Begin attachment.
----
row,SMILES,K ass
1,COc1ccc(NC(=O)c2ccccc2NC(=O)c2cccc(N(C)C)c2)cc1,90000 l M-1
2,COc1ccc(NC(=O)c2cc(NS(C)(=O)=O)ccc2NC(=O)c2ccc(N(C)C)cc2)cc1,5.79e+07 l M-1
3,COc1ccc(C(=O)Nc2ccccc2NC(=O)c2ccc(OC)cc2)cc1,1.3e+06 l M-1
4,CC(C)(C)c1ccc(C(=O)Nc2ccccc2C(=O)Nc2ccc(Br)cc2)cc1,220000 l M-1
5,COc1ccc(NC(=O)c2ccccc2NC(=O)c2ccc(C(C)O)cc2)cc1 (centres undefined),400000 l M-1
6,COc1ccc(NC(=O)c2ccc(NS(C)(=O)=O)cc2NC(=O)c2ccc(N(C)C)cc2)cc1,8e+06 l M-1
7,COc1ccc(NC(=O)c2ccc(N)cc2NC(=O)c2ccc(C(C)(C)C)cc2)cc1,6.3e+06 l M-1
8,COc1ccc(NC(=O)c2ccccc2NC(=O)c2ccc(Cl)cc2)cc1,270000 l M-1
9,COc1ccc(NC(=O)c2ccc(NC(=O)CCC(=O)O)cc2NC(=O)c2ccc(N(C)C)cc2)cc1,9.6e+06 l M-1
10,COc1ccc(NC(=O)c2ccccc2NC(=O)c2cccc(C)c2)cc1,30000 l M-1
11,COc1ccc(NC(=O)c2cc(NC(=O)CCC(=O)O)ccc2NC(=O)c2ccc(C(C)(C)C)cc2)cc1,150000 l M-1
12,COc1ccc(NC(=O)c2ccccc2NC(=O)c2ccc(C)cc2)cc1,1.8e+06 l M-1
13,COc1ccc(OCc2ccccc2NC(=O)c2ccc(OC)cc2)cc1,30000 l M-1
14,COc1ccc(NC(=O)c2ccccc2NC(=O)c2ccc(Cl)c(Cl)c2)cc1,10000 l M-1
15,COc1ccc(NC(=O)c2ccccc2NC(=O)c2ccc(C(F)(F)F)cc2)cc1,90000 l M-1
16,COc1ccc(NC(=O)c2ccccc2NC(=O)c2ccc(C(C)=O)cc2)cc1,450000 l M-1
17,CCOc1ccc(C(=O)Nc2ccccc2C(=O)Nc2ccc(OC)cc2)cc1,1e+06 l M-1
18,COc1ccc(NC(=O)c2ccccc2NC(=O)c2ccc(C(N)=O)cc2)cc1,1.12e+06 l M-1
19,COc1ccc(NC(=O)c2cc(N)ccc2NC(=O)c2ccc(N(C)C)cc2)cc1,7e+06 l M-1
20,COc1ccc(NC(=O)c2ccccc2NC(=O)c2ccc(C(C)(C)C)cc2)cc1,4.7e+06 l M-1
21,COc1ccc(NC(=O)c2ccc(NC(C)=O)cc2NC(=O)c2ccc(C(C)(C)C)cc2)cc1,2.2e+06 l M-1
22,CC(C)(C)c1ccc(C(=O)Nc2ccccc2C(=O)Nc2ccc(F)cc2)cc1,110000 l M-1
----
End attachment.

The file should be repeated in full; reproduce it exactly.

row,SMILES,K ass
1,COc1ccc(NC(=O)c2ccccc2NC(=O)c2cccc(N(C)C)c2)cc1,90000 l M-1
2,COc1ccc(NC(=O)c2cc(NS(C)(=O)=O)ccc2NC(=O)c2ccc(N(C)C)cc2)cc1,5.79e+07 l M-1
3,COc1ccc(C(=O)Nc2ccccc2NC(=O)c2ccc(OC)cc2)cc1,1.3e+06 l M-1
4,CC(C)(C)c1ccc(C(=O)Nc2ccccc2C(=O)Nc2ccc(Br)cc2)cc1,220000 l M-1
5,COc1ccc(NC(=O)c2ccccc2NC(=O)c2ccc(C(C)O)cc2)cc1 (centres undefined),400000 l M-1
6,COc1ccc(NC(=O)c2ccc(NS(C)(=O)=O)cc2NC(=O)c2ccc(N(C)C)cc2)cc1,8e+06 l M-1
7,COc1ccc(NC(=O)c2ccc(N)cc2NC(=O)c2ccc(C(C)(C)C)cc2)cc1,6.3e+06 l M-1
8,COc1ccc(NC(=O)c2ccccc2NC(=O)c2ccc(Cl)cc2)cc1,270000 l M-1
9,COc1ccc(NC(=O)c2ccc(NC(=O)CCC(=O)O)cc2NC(=O)c2ccc(N(C)C)cc2)cc1,9.6e+06 l M-1
10,COc1ccc(NC(=O)c2ccccc2NC(=O)c2cccc(C)c2)cc1,30000 l M-1
11,COc1ccc(NC(=O)c2cc(NC(=O)CCC(=O)O)ccc2NC(=O)c2ccc(C(C)(C)C)cc2)cc1,150000 l M-1
12,COc1ccc(NC(=O)c2ccccc2NC(=O)c2ccc(C)cc2)cc1,1.8e+06 l M-1
13,COc1ccc(OCc2ccccc2NC(=O)c2ccc(OC)cc2)cc1,30000 l M-1
14,COc1ccc(NC(=O)c2ccccc2NC(=O)c2ccc(Cl)c(Cl)c2)cc1,10000 l M-1
15,COc1ccc(NC(=O)c2ccccc2NC(=O)c2ccc(C(F)(F)F)cc2)cc1,90000 l M-1
16,COc1ccc(NC(=O)c2ccccc2NC(=O)c2ccc(C(C)=O)cc2)cc1,450000 l M-1
17,CCOc1ccc(C(=O)Nc2ccccc2C(=O)Nc2ccc(OC)cc2)cc1,1e+06 l M-1
18,COc1ccc(NC(=O)c2ccccc2NC(=O)c2ccc(C(N)=O)cc2)cc1,1.12e+06 l M-1
19,COc1ccc(NC(=O)c2cc(N)ccc2NC(=O)c2ccc(N(C)C)cc2)cc1,7e+06 l M-1
20,COc1ccc(NC(=O)c2ccccc2NC(=O)c2ccc(C(C)(C)C)cc2)cc1,4.7e+06 l M-1
21,COc1ccc(NC(=O)c2ccc(NC(C)=O)cc2NC(=O)c2ccc(C(C)(C)C)cc2)cc1,2.2e+06 l M-1
22,CC(C)(C)c1ccc(C(=O)Nc2ccccc2C(=O)Nc2ccc(F)cc2)cc1,110000 l M-1